As explained to me by prominent sociologist of religion Dr. Mohamed M. Abdelaziz Mohamed, the word “sharia” shares a root with words for “path” and “river.”  Sharia is not a set in stone thing, as the 10 commandments literally were.[2]  Rather sharia flows from Imams working closely with their local communities.  Their Fatwas (legal decisions not death sentences) are issued to an individual taking into account: the Qur’an, the Hadith,[3] legal precedence, the needs of the individual, and the needs of the community.  There’s no standard to strictly adhere to.  I’m not really sure what Pew thought it was asking when it posed the question “do you think X country should follow strict sharia law,” nor what the individuals thought they were answering.  Sharia is not clear enough of a concept for a questions like that to mean the same thing universally to every Muslim.  Therefore, Shapiro’s interpretation really makes no sense.  This is not inherently a radical sentiment.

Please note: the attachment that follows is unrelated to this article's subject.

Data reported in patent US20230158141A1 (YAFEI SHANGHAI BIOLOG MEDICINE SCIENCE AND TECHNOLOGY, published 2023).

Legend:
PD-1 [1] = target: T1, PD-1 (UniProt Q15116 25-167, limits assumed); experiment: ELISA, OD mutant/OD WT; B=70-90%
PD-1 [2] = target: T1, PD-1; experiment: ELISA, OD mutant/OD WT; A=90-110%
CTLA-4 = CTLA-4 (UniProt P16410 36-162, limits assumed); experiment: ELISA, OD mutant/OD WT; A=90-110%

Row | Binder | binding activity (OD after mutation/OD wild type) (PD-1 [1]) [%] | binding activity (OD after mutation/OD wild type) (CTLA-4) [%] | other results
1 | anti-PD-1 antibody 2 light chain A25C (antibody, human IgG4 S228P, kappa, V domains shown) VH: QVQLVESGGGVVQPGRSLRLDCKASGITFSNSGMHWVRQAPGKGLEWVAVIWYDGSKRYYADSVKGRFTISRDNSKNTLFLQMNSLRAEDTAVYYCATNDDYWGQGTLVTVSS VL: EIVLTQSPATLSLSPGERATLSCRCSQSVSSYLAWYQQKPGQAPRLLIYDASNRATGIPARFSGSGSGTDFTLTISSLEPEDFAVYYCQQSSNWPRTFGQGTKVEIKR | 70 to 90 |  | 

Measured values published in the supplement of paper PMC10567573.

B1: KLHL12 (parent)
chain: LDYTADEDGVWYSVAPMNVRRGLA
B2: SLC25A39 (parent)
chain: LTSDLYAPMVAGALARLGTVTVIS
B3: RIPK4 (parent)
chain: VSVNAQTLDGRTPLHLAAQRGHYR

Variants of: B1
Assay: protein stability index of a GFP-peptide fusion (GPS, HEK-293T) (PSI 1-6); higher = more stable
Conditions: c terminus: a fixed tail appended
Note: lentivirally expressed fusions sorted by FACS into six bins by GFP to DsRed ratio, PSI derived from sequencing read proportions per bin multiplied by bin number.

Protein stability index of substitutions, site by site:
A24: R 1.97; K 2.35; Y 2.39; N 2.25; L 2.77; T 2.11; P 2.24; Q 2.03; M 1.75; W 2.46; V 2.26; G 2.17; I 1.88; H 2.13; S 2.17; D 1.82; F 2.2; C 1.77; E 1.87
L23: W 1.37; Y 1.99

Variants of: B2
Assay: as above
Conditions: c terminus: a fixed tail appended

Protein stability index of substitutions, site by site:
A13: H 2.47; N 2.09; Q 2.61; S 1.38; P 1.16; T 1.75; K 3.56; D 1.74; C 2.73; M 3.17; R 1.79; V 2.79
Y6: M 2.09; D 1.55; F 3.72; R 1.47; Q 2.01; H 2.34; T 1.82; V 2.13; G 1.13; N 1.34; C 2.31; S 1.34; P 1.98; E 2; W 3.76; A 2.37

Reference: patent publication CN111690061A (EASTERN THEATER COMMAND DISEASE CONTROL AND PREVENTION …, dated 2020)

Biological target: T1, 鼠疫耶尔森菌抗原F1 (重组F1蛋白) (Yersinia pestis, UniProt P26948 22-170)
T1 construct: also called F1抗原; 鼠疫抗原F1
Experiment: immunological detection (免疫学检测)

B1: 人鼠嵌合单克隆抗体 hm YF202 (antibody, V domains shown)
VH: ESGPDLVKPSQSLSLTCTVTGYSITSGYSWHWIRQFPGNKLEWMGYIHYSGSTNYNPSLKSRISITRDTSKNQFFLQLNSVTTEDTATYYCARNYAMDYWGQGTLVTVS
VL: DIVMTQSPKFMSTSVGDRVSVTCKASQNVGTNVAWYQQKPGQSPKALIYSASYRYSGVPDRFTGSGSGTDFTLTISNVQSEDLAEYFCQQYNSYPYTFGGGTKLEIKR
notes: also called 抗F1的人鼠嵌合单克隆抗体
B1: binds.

Further, whatever this “strict sharia law” that strikes fear in Shapiro’s heart is, I’m sure it would disallow gay marriage, abortions, prostitution, pornography, drug use, things like that.  These are all things the American Right also wants to ban.  How does this make Muslims uniquely radical and in need of fearing compared to the GOP?

Maybe Shapiro think “strict sharia” is radical because there’s not a sharp separation between church and state.  Who dares mix secular and religious law?

Very often the state of Israel.


London Ultra-Orthodox Jews trying to keep women and men on different sides of a public street:

london jews

Or the millions upon millions of Americans who insist that US is, in fact a Christian nation subject to God’s law:

Jesus Constitution